transient link conditions.
 3.    Proposals must demonstrate robustness against misleading
       indications.
       Since RSSI changes significantly even when the mobile node
       stands still according to the measurements in our experiments,
       our proposal uses the RSSI, the number of retransmissions, and
       the existence of an association to calculate the link status,
       as described above.  In our experiments, there were some
       "ping-pong" handovers between two APs.  Such ping-pong
       handovers could be reduced by detecting the most suitable AP by
       L2-LinkStatus when L2-LinkStatusChanged is notified.  The use
       of L2 indications is related to parameter thresholds that
       trigger handover.  These thresholds vary based on the
       deployment scenario and, if not configured properly, could lead
       to misleading indications.

Teraoka, et al. Experimental [Page 10] RFC 5184 L2 Abstractions for L3-Driven Fast Handover May 2008

 4.    Upper layers should utilize a timely recovery step so as to
       limit the potential damage from link indications determined to
       be invalid after they have been acted on.
       The proposed L3-driven handover described in Appendix E uses
       the L2-LinkStatusChanged indication as the trigger for starting
       handover.  L2-LinkStatusChanged is indicated when the link
       quality goes below a specific threshold.  This indication is
       not canceled even if the link quality goes up soon.  As
       described above, L2-LinkStatus can be used to detect the most
       suitable AP.  The IP layer can cancel a handover if it finds
       that the current AP is the most suitable one by using
       L2-LinkStatus when L2-LinkStatusChanged is notified.
 5.    Proposals must demonstrate that effective congestion control is
       maintained.
       Since this mechanism is coupled to the IP layer, and not
       directly to the transport layer, the proposed mechanism does
       not directly affect congestion control.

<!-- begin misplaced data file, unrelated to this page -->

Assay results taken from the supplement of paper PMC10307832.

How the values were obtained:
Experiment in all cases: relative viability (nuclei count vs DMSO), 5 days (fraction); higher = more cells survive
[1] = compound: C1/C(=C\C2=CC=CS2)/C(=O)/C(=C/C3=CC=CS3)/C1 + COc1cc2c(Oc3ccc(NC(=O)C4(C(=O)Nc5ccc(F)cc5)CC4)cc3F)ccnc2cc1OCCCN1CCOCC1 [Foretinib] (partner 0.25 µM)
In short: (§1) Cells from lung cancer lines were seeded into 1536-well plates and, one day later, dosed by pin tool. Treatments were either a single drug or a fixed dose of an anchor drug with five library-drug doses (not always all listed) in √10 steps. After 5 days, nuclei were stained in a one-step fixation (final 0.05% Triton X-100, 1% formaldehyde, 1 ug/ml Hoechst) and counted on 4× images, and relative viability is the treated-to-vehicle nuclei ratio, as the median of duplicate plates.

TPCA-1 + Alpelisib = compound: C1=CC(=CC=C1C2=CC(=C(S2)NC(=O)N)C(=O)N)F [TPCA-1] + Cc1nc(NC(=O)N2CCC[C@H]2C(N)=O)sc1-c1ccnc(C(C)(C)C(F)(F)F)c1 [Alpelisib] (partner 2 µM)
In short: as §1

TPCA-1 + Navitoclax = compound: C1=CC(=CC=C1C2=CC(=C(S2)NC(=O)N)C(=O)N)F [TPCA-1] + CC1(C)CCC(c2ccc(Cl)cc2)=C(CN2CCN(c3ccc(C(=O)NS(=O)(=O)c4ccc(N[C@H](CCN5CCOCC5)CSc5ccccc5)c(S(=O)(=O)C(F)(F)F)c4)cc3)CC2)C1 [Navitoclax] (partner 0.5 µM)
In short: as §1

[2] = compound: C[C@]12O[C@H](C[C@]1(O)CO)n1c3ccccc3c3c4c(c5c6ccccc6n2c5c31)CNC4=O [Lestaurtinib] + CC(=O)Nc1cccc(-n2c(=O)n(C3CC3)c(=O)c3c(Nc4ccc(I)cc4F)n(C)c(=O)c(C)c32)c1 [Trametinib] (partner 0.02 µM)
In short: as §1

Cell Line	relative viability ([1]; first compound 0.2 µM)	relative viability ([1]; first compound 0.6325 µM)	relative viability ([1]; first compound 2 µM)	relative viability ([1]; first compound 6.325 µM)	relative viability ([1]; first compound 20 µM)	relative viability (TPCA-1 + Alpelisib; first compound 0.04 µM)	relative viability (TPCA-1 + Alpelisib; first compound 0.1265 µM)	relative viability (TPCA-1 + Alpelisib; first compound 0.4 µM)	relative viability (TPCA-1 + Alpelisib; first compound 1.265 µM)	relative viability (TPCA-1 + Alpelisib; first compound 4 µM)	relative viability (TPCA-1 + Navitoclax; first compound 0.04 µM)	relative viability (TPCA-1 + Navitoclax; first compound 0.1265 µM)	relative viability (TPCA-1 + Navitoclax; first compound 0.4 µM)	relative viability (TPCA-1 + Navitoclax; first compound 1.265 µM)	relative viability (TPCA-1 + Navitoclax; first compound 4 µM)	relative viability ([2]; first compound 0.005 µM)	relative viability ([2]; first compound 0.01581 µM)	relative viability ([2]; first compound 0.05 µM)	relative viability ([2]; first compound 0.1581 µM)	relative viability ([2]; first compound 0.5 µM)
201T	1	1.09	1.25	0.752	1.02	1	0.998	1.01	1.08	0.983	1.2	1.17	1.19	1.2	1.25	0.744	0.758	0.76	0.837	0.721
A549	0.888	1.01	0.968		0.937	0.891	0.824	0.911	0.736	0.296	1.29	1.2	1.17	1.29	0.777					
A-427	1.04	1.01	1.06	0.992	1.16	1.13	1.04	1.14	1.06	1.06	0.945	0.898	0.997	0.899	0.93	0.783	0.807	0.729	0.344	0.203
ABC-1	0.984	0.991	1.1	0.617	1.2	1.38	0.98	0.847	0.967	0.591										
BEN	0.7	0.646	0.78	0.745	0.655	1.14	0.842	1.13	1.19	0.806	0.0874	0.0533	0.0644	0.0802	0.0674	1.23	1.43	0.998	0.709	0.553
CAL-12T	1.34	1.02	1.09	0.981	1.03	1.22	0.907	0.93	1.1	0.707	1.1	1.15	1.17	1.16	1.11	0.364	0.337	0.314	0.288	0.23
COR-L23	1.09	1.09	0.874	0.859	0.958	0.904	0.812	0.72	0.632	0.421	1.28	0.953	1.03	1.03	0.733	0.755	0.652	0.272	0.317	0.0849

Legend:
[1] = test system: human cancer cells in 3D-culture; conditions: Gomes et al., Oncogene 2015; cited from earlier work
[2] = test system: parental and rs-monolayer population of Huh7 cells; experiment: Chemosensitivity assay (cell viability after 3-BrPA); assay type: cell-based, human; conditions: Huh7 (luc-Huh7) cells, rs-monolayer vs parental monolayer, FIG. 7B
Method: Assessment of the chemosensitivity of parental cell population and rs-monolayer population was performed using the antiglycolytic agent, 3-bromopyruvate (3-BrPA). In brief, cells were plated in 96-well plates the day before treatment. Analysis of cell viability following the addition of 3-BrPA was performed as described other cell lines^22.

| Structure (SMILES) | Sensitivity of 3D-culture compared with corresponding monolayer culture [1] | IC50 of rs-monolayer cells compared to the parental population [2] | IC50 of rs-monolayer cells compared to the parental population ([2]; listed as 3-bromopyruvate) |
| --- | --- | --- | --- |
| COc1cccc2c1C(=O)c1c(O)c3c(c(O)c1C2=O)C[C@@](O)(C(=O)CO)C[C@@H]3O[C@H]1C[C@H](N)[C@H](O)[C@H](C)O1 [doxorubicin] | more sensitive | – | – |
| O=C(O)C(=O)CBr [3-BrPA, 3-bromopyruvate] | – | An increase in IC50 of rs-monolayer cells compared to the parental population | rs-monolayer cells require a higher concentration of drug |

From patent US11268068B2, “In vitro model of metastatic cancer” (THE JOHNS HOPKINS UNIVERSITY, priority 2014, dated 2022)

6.    Proposals must demonstrate the effectiveness of proposed
       optimizations.
       In IPv6 mobility, the L3-driven handover mechanism using link
       indications can dramatically reduce gap time due to handover.
       The L3-driven handover mechanism needs the L2-LinkStatusChanged
       indication to predict disconnection.  But L2-LinkStatusChanged
       is not trusted sometimes because it is difficult to abstract
       the link quality.  Invalid L2-LinkStatusChanged may cause
       redundant handover.  A handover mechanism using only L2-LinkUp/
       L2-LinkDown can also reduce gap time modestly.  An example of
       an implementation and evaluation of the L3-driven handover
       mechanism is described in Appendix E.
 7.    Link indications should not be required by upper layers in
       order to maintain link independence.
       Our proposal does not require any modifications to the
       transport and upper layers.
 8.    Proposals should avoid race conditions, which can occur where
       link indications are utilized directly by multiple layers of
       the stack.
       Since our proposal defines the link indications only to the IP
       layer, race conditions between multiple layers never occur.

Teraoka, et al. Experimental [Page 11] RFC 5184 L2 Abstractions for L3-Driven Fast Handover May 2008

 9.    Proposals should avoid inconsistencies between link and routing
       layer metrics.
       Our proposal does not deal with routing metrics.
 10.   Overhead reduction schemes must avoid compromising
       interoperability and introducing link-layer dependencies into
       the Internet and transport layers.
       As described above, the link indications in our proposal are
       abstracted to the information independent of link types to
       reduce the gap time due to a handover, and the ordinary host
       can execute handover without using the link indications defined
       in our proposal.
 11.   Proposals advocating the transport of link indications beyond
       the local host need to carefully consider the layering,
       security, and transport implications.  In general, implicit
       signals are preferred to explicit transport of link indications
       since they add no new packets in times of network distress,
       operate more reliably in the presence of middle boxes, such as
       NA(P)Ts (Network Address (Port) Translations), are more likely